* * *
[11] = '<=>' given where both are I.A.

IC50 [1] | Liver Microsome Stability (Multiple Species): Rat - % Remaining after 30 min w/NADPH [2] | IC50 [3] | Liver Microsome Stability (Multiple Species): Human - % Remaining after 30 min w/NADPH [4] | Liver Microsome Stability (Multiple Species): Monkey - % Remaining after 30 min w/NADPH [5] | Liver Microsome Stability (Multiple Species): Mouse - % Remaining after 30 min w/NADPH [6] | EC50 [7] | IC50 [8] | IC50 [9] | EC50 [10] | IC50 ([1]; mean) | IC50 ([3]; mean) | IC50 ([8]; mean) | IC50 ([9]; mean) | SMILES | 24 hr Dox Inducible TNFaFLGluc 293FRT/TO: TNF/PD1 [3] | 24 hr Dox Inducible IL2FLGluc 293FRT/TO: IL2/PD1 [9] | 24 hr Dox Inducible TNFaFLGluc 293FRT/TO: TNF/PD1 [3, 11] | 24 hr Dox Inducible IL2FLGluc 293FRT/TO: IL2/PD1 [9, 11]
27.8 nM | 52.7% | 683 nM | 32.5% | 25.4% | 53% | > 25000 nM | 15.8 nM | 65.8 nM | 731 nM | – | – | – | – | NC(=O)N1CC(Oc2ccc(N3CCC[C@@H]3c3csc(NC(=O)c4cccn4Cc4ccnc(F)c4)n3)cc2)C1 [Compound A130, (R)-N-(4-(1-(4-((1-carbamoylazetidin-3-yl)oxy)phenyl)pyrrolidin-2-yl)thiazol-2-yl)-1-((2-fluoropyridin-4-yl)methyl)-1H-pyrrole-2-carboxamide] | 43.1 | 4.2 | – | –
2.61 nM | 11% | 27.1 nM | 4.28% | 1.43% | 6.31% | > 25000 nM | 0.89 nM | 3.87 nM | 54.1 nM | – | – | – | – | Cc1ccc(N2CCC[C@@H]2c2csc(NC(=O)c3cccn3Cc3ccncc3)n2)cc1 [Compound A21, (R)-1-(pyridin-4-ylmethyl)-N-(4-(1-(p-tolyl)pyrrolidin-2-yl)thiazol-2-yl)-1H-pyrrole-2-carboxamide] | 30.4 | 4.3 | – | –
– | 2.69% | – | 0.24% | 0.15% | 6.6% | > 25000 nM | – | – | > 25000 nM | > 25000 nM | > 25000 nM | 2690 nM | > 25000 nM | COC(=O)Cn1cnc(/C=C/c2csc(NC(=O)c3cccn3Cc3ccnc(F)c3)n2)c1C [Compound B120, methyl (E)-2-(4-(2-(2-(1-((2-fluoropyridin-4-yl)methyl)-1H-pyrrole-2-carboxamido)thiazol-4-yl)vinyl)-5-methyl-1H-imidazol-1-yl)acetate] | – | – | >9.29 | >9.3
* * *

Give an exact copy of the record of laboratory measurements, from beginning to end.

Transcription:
[11] = '<=>' given where both are I.A.

IC50 [1] | Liver Microsome Stability (Multiple Species): Rat - % Remaining after 30 min w/NADPH [2] | IC50 [3] | Liver Microsome Stability (Multiple Species): Human - % Remaining after 30 min w/NADPH [4] | Liver Microsome Stability (Multiple Species): Monkey - % Remaining after 30 min w/NADPH [5] | Liver Microsome Stability (Multiple Species): Mouse - % Remaining after 30 min w/NADPH [6] | EC50 [7] | IC50 [8] | IC50 [9] | EC50 [10] | IC50 ([1]; mean) | IC50 ([3]; mean) | IC50 ([8]; mean) | IC50 ([9]; mean) | SMILES | 24 hr Dox Inducible TNFaFLGluc 293FRT/TO: TNF/PD1 [3] | 24 hr Dox Inducible IL2FLGluc 293FRT/TO: IL2/PD1 [9] | 24 hr Dox Inducible TNFaFLGluc 293FRT/TO: TNF/PD1 [3, 11] | 24 hr Dox Inducible IL2FLGluc 293FRT/TO: IL2/PD1 [9, 11]
27.8 nM | 52.7% | 683 nM | 32.5% | 25.4% | 53% | > 25000 nM | 15.8 nM | 65.8 nM | 731 nM | – | – | – | – | NC(=O)N1CC(Oc2ccc(N3CCC[C@@H]3c3csc(NC(=O)c4cccn4Cc4ccnc(F)c4)n3)cc2)C1 [Compound A130, (R)-N-(4-(1-(4-((1-carbamoylazetidin-3-yl)oxy)phenyl)pyrrolidin-2-yl)thiazol-2-yl)-1-((2-fluoropyridin-4-yl)methyl)-1H-pyrrole-2-carboxamide] | 43.1 | 4.2 | – | –
2.61 nM | 11% | 27.1 nM | 4.28% | 1.43% | 6.31% | > 25000 nM | 0.89 nM | 3.87 nM | 54.1 nM | – | – | – | – | Cc1ccc(N2CCC[C@@H]2c2csc(NC(=O)c3cccn3Cc3ccncc3)n2)cc1 [Compound A21, (R)-1-(pyridin-4-ylmethyl)-N-(4-(1-(p-tolyl)pyrrolidin-2-yl)thiazol-2-yl)-1H-pyrrole-2-carboxamide] | 30.4 | 4.3 | – | –
– | 2.69% | – | 0.24% | 0.15% | 6.6% | > 25000 nM | – | – | > 25000 nM | > 25000 nM | > 25000 nM | 2690 nM | > 25000 nM | COC(=O)Cn1cnc(/C=C/c2csc(NC(=O)c3cccn3Cc3ccnc(F)c3)n2)c1C [Compound B120, methyl (E)-2-(4-(2-(2-(1-((2-fluoropyridin-4-yl)methyl)-1H-pyrrole-2-carboxamido)thiazol-4-yl)vinyl)-5-methyl-1H-imidazol-1-yl)acetate] | – | – | >9.29 | >9.3